Harvesting and Curing Your Onions

In this Issue of the Coastal Urban Farmer’s Almanac: Harvesting and Curing This Year’s Onions

Curing Onions

 

Onions are an essential part of any Northwest kitchen. While they’re easy enough to find at the store (and quite affordable), growing your own is incredibly rewarding. If you planted onions this year and plan to harvest yours soon, here are some tips to help cure those onions so you can use them all winter long.

The Best Onions for Curing

Onions grow great throughout the Northwest, but for best curing results you’ll want to ensure you planted either yellow onions (Bridger, Copra, Cortland, Patterson, Pontiac, Talon, Yellow Globe Heirloom/Hybrid, or Yellow Sweet Spanish), white onions (Southport White Globe, Stuttgarter Heirloom, or White Sweet Spanish), or red onions (Brunswick Heirloom, Red Bull, Red Creole Heirloom, or Red Wind).

 

Curing Onions

When to Harvest

Onions are easy. You can harvest at almost any time and use them right away. When curing, be sure to wait until the tops are falling over and begin to dry out. If you can, stop watering a few weeks before this happens to keep the outer layers from rotting.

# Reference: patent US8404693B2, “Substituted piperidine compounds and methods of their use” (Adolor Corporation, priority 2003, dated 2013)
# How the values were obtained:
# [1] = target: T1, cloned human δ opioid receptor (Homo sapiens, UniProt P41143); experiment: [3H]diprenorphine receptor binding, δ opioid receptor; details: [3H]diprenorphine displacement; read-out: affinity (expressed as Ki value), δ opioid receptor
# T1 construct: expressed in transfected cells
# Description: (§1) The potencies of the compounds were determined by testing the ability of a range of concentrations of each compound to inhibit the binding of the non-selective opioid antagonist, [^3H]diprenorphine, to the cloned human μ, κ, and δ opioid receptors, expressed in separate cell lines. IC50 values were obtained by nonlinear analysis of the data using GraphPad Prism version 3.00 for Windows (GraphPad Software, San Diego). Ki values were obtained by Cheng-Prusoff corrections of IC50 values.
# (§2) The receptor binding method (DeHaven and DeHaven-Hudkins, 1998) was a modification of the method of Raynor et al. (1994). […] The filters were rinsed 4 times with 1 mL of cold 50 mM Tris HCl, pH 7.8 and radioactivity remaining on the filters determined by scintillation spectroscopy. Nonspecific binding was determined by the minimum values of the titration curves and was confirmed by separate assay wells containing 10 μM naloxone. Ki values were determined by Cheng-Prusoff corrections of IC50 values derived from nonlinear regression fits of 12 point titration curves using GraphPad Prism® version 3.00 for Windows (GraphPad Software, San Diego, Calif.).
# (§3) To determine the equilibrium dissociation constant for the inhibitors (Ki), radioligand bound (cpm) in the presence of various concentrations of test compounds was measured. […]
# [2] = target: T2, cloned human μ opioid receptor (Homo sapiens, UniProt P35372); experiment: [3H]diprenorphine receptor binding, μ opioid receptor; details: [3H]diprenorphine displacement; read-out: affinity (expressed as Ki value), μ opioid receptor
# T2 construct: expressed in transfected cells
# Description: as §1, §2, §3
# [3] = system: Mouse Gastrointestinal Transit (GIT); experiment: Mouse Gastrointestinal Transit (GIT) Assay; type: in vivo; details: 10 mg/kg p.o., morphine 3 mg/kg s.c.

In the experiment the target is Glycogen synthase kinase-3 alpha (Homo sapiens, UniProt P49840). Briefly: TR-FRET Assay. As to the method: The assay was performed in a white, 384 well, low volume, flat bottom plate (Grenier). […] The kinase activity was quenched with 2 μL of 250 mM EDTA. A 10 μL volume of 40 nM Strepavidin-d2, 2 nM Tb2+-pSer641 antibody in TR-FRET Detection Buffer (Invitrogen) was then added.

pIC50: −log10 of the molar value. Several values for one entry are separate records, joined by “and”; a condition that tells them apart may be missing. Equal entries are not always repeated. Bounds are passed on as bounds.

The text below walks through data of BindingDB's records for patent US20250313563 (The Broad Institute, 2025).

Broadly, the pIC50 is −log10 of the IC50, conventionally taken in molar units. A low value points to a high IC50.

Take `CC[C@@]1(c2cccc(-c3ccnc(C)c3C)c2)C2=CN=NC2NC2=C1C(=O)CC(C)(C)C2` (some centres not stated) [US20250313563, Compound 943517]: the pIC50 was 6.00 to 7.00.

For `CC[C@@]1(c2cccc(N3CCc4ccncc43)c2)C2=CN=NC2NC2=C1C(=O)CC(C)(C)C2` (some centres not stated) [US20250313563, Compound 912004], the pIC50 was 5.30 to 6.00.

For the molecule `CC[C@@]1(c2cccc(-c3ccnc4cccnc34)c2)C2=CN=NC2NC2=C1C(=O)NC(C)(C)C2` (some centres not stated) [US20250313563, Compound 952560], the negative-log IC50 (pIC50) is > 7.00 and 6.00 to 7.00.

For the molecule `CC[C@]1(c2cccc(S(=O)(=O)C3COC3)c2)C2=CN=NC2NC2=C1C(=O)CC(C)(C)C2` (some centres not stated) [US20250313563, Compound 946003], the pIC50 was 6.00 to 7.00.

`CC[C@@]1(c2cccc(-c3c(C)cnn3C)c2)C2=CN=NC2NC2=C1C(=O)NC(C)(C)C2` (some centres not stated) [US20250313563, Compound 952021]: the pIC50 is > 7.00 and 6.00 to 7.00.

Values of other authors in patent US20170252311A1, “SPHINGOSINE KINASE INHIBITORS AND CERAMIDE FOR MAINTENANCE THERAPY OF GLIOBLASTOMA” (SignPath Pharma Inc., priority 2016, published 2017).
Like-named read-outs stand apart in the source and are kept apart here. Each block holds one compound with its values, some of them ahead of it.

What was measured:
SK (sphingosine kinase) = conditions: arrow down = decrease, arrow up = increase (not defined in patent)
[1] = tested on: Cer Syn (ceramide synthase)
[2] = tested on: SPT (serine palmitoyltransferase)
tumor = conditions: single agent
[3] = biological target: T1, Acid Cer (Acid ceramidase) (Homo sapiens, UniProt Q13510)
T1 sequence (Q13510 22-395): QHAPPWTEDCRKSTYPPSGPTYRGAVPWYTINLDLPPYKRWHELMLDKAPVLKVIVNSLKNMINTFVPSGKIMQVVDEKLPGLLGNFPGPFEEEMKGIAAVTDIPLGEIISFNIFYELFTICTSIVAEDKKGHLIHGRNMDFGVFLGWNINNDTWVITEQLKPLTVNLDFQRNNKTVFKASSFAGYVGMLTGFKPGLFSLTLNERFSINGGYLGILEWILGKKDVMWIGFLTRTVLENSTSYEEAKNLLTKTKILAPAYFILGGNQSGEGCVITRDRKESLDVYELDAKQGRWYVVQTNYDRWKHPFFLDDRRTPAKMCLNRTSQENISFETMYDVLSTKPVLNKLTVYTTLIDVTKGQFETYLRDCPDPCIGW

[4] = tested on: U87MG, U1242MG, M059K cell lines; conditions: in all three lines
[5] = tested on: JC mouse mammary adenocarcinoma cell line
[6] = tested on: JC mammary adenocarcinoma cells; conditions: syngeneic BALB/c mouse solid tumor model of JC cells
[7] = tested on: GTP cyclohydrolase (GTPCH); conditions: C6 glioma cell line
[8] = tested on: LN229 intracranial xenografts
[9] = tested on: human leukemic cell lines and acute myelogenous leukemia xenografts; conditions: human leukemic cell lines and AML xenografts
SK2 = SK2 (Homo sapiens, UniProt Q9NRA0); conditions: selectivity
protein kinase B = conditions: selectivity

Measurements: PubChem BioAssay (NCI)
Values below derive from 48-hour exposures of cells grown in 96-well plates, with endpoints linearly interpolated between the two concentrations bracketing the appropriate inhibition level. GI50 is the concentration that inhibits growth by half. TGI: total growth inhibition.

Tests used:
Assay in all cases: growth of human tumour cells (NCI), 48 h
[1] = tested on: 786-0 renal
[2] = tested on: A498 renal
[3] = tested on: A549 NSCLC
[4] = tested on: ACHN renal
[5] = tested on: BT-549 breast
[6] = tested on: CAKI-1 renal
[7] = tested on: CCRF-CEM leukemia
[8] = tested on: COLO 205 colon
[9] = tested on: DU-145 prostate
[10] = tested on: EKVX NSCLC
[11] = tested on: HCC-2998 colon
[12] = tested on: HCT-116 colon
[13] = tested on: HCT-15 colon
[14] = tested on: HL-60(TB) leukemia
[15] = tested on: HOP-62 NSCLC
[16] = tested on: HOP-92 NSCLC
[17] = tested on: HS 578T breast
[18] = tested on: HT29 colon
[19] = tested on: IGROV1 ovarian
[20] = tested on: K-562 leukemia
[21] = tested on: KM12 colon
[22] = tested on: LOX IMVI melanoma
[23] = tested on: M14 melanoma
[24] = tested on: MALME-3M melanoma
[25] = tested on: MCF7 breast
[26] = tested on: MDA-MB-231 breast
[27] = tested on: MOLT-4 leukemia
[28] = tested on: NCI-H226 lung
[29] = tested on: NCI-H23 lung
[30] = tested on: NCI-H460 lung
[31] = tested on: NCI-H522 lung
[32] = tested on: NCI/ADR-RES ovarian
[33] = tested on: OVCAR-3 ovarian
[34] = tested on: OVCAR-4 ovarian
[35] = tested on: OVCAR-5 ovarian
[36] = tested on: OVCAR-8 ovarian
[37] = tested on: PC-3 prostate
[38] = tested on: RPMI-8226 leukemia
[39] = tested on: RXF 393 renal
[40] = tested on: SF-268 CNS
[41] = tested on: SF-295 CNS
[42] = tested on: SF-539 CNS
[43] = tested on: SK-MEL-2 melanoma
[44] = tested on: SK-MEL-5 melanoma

Once you’ve pulled them from your garden, lay the onions out in a single layer on a piece of cardboard or in a shallow box. Place them in the garage or shed and leave them there for two weeks. The tops should be completely dry before moving to the next step.

 

Curing Onions

 

Now, peel off the outer layers and use scissors to trim the roots.

 

Curing Onions

 

Next, use a knife to trim the tops within an inch from the bulb.

 

Curing Onions

 

Store the onions in reused onion bags or use an old pair of nylon stockings. If you use a bag, place the onions with the thickest necks at the bottom. With nylon stockings, place one onion at the bottom, tie a knot, and place another onion. Repeat as necessary. The stockings are a great option that allows the onions to breath. Place your readied onions in a cool dry place that isn’t too humid, too cold, or too hot. Cellars and basements work best.

 

Curing Onions

 

Your onions should last for up to nine months. When you’re ready to use one, just pluck it out of the bag or cut it from the stocking.

 

Curing Onions

You’ll Find Garden Supplies at Coastal

Stop by your Northwest owned and operated Coastal Farm & Ranch. Here you’ll find a full line of garden tools, accessories, as well as bags nutrients to ready your soil for the coming fall and winter months.

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